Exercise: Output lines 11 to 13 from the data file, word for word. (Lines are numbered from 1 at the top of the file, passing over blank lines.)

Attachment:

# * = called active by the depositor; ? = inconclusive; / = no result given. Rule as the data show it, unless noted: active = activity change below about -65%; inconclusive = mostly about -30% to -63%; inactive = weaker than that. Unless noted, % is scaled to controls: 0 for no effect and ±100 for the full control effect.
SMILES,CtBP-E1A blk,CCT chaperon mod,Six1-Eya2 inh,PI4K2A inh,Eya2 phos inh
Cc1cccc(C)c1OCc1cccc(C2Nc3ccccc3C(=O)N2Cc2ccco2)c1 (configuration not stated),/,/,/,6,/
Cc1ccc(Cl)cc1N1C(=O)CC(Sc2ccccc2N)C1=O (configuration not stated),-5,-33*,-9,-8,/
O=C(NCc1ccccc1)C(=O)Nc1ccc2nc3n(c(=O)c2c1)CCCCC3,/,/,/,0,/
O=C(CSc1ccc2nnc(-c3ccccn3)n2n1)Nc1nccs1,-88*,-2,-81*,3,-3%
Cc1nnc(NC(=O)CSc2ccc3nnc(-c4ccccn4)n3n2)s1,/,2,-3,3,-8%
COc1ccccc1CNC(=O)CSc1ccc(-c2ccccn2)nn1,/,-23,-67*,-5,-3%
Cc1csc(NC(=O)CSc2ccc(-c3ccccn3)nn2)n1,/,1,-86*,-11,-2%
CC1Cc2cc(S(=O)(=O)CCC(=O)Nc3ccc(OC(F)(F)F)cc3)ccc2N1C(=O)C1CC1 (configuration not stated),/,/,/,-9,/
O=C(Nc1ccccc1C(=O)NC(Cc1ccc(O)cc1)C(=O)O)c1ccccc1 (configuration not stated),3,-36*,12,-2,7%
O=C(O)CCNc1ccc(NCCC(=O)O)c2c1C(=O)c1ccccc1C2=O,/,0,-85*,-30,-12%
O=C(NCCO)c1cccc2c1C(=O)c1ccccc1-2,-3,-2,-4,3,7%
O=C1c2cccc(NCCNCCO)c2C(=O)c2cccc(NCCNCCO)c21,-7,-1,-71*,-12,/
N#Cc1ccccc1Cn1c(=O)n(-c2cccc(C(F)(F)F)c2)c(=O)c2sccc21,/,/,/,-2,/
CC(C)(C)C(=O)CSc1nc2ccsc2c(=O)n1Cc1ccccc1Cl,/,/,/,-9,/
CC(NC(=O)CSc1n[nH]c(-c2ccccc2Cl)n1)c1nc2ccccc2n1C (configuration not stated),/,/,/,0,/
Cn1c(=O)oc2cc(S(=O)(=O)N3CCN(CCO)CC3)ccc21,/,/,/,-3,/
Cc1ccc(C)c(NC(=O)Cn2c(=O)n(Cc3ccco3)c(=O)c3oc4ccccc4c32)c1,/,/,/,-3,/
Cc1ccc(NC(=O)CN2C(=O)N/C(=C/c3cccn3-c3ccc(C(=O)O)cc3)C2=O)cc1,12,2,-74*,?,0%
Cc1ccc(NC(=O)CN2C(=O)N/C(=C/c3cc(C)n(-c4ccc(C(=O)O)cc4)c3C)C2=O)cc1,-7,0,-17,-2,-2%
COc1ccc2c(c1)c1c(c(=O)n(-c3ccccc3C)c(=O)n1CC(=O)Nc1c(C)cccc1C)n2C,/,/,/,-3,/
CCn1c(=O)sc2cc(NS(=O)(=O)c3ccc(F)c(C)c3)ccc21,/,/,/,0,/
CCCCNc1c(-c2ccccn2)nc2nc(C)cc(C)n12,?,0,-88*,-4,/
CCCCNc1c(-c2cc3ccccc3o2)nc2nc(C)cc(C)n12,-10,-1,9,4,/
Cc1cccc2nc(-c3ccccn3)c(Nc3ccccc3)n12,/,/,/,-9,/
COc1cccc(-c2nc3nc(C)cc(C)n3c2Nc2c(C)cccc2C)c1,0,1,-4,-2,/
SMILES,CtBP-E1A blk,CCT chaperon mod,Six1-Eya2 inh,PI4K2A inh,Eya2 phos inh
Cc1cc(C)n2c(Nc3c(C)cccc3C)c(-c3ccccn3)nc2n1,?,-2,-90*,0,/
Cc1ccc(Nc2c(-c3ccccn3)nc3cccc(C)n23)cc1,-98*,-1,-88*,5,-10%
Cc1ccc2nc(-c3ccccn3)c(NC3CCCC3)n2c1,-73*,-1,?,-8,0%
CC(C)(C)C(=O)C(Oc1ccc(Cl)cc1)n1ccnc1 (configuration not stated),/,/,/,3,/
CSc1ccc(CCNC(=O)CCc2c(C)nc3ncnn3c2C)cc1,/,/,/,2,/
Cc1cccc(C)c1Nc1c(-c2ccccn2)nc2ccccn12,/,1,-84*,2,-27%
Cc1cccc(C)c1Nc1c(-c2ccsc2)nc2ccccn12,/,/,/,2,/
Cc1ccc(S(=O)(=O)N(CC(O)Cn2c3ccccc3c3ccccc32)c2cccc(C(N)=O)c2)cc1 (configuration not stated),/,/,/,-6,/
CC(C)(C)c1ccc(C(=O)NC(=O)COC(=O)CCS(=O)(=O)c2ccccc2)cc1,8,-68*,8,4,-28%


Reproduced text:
O=C(Nc1ccccc1C(=O)NC(Cc1ccc(O)cc1)C(=O)O)c1ccccc1 (configuration not stated),3,-36*,12,-2,7%
O=C(O)CCNc1ccc(NCCC(=O)O)c2c1C(=O)c1ccccc1C2=O,/,0,-85*,-30,-12%
O=C(NCCO)c1cccc2c1C(=O)c1ccccc1-2,-3,-2,-4,3,7%